All Tom Chan wanted to do was grill up a little supper for his family. He was just doing what he’d probably done a hundred times before – standing at the grill, looking out at the quiet suburban street he lived on, thinking of nothing in particular. But instead of the usual calm, forgettable scene, what he saw was a neighbor run down by a speeding car – a car that kept on going while the woman lay crushed and bleeding in the street.
From that point on, things in Tom Chan’s life turn upside-down.
Joe R. Lansdale spins another unforgettable tale in Hot In December, available now in a variety of editions (from ebook to deluxe limited) from Dark Regions Press. Nobody writes better blue collar, “regular joe,” down-to-earth characters than Lansdale, and Tom Chan is the kind of guy we can all relate to. He’s done his time in the military and had hoped that all of that sort of conflict was behind him. He’s got a strong moral center, though, and when he gets a glimpse of the hit-and-run driver he knows he has to help the police bring him in. Unfortunately, the man he saw at the wheel is in deep with the Dixie Mafia – deep enough that even the cops are willing to let Chan off the hook should he “forget” the face of the driver altogether.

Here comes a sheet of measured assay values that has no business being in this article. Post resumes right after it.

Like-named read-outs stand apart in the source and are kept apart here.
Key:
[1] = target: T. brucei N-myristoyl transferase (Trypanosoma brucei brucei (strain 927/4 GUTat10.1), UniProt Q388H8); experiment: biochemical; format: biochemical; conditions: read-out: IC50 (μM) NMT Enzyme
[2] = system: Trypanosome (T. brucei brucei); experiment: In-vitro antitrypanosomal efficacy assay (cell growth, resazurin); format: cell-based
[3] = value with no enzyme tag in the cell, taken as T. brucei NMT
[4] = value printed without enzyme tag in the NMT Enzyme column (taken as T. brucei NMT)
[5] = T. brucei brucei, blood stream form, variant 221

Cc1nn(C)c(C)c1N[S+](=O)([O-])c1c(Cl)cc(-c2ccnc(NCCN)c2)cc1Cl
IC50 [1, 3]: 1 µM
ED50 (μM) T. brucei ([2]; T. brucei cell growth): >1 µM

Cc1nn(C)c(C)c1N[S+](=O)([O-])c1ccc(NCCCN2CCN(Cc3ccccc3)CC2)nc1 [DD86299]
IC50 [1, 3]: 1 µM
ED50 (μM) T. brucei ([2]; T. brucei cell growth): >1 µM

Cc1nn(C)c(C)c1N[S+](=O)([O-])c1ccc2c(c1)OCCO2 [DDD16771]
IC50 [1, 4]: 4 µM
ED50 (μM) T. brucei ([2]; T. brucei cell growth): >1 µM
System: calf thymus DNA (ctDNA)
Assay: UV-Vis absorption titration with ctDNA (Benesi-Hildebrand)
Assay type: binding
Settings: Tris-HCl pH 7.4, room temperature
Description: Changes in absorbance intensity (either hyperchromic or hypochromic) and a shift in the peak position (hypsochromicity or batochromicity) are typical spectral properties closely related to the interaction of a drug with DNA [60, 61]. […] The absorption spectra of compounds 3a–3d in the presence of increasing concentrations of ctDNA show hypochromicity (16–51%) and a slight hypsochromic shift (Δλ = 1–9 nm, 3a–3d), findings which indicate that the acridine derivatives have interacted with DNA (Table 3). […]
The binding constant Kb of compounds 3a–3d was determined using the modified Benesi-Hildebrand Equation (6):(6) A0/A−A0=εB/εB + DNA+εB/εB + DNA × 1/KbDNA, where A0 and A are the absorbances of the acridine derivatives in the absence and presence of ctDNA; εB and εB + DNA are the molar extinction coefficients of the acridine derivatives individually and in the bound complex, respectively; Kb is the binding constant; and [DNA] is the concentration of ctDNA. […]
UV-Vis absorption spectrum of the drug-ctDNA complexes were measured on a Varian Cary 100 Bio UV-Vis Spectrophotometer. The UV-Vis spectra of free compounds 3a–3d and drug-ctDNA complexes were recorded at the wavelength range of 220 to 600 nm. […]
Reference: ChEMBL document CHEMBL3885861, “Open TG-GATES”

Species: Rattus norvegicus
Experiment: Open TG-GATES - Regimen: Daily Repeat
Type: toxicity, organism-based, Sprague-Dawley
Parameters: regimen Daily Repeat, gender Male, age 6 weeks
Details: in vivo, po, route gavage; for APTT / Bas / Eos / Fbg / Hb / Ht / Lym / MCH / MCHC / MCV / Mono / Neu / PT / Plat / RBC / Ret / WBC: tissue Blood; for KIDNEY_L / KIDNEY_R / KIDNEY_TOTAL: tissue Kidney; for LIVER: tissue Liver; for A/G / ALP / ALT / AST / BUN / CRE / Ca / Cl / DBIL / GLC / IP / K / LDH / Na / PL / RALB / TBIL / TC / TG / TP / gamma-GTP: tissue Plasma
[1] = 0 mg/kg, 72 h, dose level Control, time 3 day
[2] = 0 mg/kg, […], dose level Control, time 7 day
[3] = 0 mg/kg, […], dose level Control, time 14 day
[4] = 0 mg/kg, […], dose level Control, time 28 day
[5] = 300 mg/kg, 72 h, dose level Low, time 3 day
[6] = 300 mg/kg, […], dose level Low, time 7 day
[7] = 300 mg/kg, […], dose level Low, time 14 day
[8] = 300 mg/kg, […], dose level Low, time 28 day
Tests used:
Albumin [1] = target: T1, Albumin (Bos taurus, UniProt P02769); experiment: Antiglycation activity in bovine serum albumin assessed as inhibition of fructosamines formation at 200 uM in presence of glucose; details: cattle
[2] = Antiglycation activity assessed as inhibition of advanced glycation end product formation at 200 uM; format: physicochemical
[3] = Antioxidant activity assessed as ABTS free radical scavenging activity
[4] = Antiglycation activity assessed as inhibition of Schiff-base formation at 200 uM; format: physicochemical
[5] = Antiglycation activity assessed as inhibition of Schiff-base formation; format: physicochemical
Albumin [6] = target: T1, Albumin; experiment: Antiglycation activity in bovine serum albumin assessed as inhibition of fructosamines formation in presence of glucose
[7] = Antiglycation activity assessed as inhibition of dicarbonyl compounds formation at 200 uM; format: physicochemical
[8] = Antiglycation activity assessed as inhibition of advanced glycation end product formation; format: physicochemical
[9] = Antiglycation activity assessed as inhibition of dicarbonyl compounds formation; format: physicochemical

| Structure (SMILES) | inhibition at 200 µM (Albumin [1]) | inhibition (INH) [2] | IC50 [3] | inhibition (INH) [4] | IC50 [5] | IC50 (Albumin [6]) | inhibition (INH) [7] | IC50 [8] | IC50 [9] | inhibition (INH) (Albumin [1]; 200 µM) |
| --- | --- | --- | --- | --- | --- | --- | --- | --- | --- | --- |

Caught between what he knows is right and the potential danger doing the right thing could bring to his family, Chan turns to a couple of his military buddies for advice and assistance. One of his buddies is Cason Statler, an award-winning journalist. The other is a guy called Booger, a cold, remorseless killing machine. The three hash out a plan that will protect Chan’s family even as it puts him square in the sights of some of the baddest men in LaBorde, Texas.
This is a novella with roots in a lot of Lansdale’s other works – the Dixie Mafia is a prominent player in the “Hap and Leonard” novels Vanilla Ride and Devil Red, and Cason Statler’s grandmother is none other than Sunset Jones from Sunset and Sawdust. I love it when authors weave their various stories into a single world, and Lansdale has a lot of fun dropping these little tidbits throughout Hot In December without pulling the focus away from the business at hand.
It’s a dark story, but Lansdale brings his trademark wit to the table, providing plenty of needed levity even as Chan falls deeper into a rabbit hole of danger and violence. His prose is sharp and lean, and his characterization is spot-on as usual. If you’re a Lansdale fan, I don’t need to sell you on this. If you’re not, this short book is as good a place to jump on as any.